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A B C D E F G H I J K L M N O P Q R S T U V W X Y Z



Lodine

Pronounced: LOW-deen
Generic name: Etodolac


Why is this drug prescribed: Lodine, a nonsteroidal anti-inflammatory drug, is available in regular and extended-release forms (Lodine XL). Both forms are used to relieve the inflammation, swelling, stiffness, and joint pain of osteoarthritis (the most common form of arthritis) and rheumatoid arthritis. Regular Lodine is also used to relieve pain in other situations.

Most important fact about this drug: You should have frequent checkups with your doctor if you take Lodine regularly. Ulcers or internal bleeding can occur without warning.

How should you take this medication: Your doctor may ask you to take Lodine with food or an antacid, and with a full glass of water. Never take it on an empty stomach. Take this medication exactly as prescribed by your doctor. You should see results in 1 to 2 weeks. If you are using Lodine for arthritis, it should be taken regularly. --If you miss a dose... Take the forgotten dose as soon as you remember. If it is almost time for the next dose, skip the one you missed and go back to your regular schedule. Never try to "catch up" by doubling the dose. --Storage instructions... Store at room temperature. Protect capsules from moisture. Protect Lodine tablets from light; protect Lodine XL tablets from excessive heat and humidity.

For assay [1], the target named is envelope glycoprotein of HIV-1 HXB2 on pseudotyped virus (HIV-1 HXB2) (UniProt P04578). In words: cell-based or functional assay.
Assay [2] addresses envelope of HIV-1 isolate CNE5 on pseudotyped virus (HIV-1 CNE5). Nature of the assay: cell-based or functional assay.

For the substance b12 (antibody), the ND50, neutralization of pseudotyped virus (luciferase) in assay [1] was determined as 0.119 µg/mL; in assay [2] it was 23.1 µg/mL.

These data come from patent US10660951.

What side effects may occur: Side effects cannot be anticipated. If any develop or change in intensity, inform your doctor as soon as possible. Only your doctor can determine if it is safe for you to continue taking Lodine. More common side effects may include: Abdominal pain, black stools, blurred vision, chills, constipation, depression, diarrhea, dizziness, fever, gas, increased frequency of urination, indigestion, itching, nausea, nervousness, rash, ringing in ears, painful or difficult urination, vomiting, weakness Less common or rare side effects may include: Abdominal bleeding, abnormal intolerance of light, anemia, asthma, blood disorders, congestive heart failure, dry mouth, fainting, flushing, hepatitis and other liver problems, high blood pressure, high blood sugar in some diabetics, hives, inability to sleep, inflamed blood vessels, inflammation of mouth or upper intestine, kidney problems, including kidney failure, loss of appetite, peptic ulcer, rapid heartbeat, rash, severe allergic reactions, skin disorders including increased pigmentation, sleepiness, Stevens-Johnson syndrome (peeling skin), sweating, swelling (fluid retention), thirst, visual disturbances, yellowed skin and eyes

Why should this drug not be prescribed: If you are sensitive to or have ever had an allergic reaction to Lodine, or if you have had asthma attacks, hives, or other allergic reactions caused by aspirin or other nonsteroidal anti-inflammatory drugs such as Motrin, you should not take this medication; it might cause a severe allergic reaction. Make sure your doctor is aware of any drug reactions you have experienced; and be careful about taking this drug if you have asthma--even if you've never had a drug reaction before. If you do suffer an allergic reaction, call for emergency help immediately.